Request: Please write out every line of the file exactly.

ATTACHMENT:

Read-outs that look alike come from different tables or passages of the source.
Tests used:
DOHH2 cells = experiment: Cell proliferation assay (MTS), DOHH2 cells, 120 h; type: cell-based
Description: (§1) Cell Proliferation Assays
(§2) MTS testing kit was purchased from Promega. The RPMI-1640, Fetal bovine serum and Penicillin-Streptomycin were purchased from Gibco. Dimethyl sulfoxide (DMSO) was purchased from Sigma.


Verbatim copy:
Read-outs that look alike come from different tables or passages of the source.
Tests used:
DOHH2 cells = experiment: Cell proliferation assay (MTS), DOHH2 cells, 120 h; type: cell-based
Description: (§1) Cell Proliferation Assays
(§2) MTS testing kit was purchased from Promega. The RPMI-1640, Fetal bovine serum and Penicillin-Streptomycin were purchased from Gibco. Dimethyl sulfoxide (DMSO) was purchased from Sigma.